“To improve is to change, so to be perfect is to have changed often.”
This quote from Winston Churchill is hanging on the wall at the offices of Jacobson, Goldfarb & Scott Inc. (JGS Insurance). The Bell Works, N.J.-headquartered agency, which provides personal and business insurance, was originally established in 1919 as a privately-owned independent insurance agency and real estate firm by Isadore Jacobson and Morris Goldfarb.
Now in its 100th year of business, change is something the company is not only familiar with, but seeks to embrace.
“One of the things we tell every new prospective employee is, ‘If you don’t like change, then this isn’t the company for you,'” JGS Insurance President Vincent Hager and Chief Operating Officer Ken Hager told Insurance Journal. “We recognize that to remain relevant, you must constantly question the status quo and look for new ways to improve your efficiencies.”
After Danny Scott joined the agency in 1941 as principal owner and Jacobson, Goldfarb became Jacobson, Goldfarb & Scott, the Hager family became active in 1962 when Sam Hager joined the agency and became a principal owner along with Scott. Sam and Steve Kane ultimately took control of the agency in the 1980s, and Ken and Vincent respectively joined the agency in 1987 and 1989.
When Ken and Vincent’s family originally joined the agency in the 1960s, it was a small company of about eight employees primarily serving the local area. Today, JGS Insurance ranks among the largest independently owned agencies in New Jersey and is licensed in all 50 states.
“Technology has helped drive the agency growth, and our willingness to be on the cutting edge helped us get to where we are today,” Ken and Vincent said. “Not everything worked out as planned, but we weren’t afraid to make changes to our processes to try to be more successful.”
In fact, they recalled going to the principals of the agency in the late 1980s to explain that in order to stay on top of new technologies, the agency needed to purchase its first fax machine.
“They had no idea what [we were] talking about, and once explained said, ‘That’s great, but who the heck would we send a fax to? Nobody out there has one! We will stick with telexes,'” Ken and Vincent said. “It took a little time but eventually we had a fax machine, and before faxes became obsolete, we had 10 of them due to need.”
Although technology has evolved well beyond fax machines, JGS is still committed to remaining on top of the latest tech trends in order to move its business forward and build its company culture. Indeed, JGS has changed its office to be more modern with stand-up desks, flexible hours and employee wellness programs, as a few examples of some of its efforts to attract the next generation of insurance professionals, Ken and Vincent explained.
“We as an industry have done a poor job of educating young talent of the multitude of opportunities within the insurance industry,” they said. “Over the next several years, over 400,000 baby boomers will be retiring from the industry, leaving a talent shortage. Ninety percent of people working in the insurance industry never started out with the intention of working in insurance. Once they discover the opportunities, they remain.”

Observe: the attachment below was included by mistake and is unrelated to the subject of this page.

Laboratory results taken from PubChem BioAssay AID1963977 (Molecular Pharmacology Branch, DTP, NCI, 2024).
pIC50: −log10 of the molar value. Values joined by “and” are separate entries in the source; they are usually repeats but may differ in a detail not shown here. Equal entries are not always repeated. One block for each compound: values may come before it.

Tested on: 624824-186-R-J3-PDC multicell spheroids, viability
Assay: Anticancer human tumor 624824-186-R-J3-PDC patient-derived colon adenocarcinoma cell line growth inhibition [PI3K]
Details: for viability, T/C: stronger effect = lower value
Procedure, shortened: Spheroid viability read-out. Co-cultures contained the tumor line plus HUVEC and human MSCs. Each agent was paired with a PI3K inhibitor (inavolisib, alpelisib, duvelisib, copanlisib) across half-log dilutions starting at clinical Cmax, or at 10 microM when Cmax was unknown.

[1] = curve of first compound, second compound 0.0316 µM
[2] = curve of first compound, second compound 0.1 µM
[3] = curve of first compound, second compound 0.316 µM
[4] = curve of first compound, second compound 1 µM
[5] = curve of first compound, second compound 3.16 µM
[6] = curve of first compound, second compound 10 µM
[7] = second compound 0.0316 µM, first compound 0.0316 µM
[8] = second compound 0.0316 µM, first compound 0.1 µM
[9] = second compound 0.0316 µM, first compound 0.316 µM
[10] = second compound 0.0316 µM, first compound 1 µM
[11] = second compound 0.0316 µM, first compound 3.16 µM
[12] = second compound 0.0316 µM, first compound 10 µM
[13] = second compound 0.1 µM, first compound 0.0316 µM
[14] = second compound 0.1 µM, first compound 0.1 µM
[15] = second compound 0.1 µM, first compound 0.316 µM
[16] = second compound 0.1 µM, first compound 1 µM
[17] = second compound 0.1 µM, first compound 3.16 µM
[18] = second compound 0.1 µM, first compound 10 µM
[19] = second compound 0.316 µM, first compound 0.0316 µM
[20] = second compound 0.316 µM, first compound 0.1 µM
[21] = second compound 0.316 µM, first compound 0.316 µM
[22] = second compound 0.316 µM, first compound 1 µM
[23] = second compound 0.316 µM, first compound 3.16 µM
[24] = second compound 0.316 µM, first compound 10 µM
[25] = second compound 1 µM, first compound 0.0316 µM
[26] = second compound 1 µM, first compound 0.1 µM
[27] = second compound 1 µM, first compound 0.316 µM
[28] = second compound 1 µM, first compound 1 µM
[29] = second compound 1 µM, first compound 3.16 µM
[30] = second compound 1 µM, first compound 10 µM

JGS has not only used technology to benefit its staff and operations, however. It has also worked to harness technology in order to make a difference beyond the agency. One example of this is from Superstorm Sandy, Ken and Vincent recalled. Although JGS had a backup generator on site within two days of the storm and was fully functional, most of the state of New Jersey was not, they explained.
“Most folks had limited access to the internet through their cell phones,” they said. “We were ready to start the claims process, but folks could not reach us on their end. This was when we first experienced the power of social media.”
JGS Insurance posted on social media that the office had power and facilities, and the agency opened up its space to local residents that needed to charge their phones and computers. Ken and Vincent recalled a number of people from the neighborhood who stopped by with medical equipment that needed to be charged as well as other electronics, and the agency had food brought in to try to help out members of the community.
“We were also able to communicate ways to get in touch with us through social media,” they said. “By adapting to the technologies available to us, we were able to connect with the community.”
Ken and Vincent said in a company press release that it is humbling to reflect on the agency’s 100-year history and how it has evolved over the last century. They pointed to one mentor throughout their careers as their own father, Sam Hager.
“He was recognized in the industry as an insurance ‘guru’ who understood the complexities of an insurance contract and how one or two words could be the difference that could change the entire outcome of a potential claim,” they told Insurance Journal. “He served as a president of the New Jersey Big I (Independent Insurance Agencies of America) and served on the governor’s panel when they looked into instituting no fault insurance in New Jersey, as well as many company’s advisory panels.”
Now, as the agency aims to build on its 100-year legacy and meet the needs of future generations, Ken and Vincent have some advice of their own for agencies just starting out in the business.
“Think outside the box,” they said. “Challenge the things that have been done in this industry and look for ways to become more efficient.”
And most importantly?
“Do not be afraid to make changes,” they added.
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